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Unformatted text preview: One of the major issues that has long been associated with moral philosophy has to do with the question of whether the basis for moral distinctions is to be found in the reason or in the sentiments and feelings experienced by human beings. The issue is as old as the history of philosophy and persists even to the present time. Among the ancient Greeks, there were those who regarded morality as essentially a matter of the feelings and attitudes which one displayed toward his fellow humans. At the same time, there were others who believed that goodness was primarily a matter of the intelligence. These opposing points of view can be found in almost every period of human history. There have been extremists on both sides of the question. On one side, they have shown a strong tendency to make morality purely a matter of the feelings, while their opponents have been equally convinced...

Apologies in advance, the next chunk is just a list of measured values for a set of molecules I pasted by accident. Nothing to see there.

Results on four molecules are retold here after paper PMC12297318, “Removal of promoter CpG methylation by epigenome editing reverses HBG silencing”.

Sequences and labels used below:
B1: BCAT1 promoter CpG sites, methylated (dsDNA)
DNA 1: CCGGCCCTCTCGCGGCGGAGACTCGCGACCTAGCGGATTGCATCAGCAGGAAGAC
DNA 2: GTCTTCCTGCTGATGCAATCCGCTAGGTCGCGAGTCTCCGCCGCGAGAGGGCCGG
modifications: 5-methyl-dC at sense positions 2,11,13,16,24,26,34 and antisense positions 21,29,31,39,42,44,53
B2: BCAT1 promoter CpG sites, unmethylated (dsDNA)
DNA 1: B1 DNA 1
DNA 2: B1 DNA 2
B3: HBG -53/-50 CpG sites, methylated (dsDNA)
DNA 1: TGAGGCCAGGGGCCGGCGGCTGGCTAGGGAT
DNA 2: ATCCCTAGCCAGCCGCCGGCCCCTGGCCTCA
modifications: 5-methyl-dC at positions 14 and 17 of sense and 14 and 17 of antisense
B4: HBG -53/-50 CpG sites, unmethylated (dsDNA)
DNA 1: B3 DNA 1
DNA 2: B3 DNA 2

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- Fall '11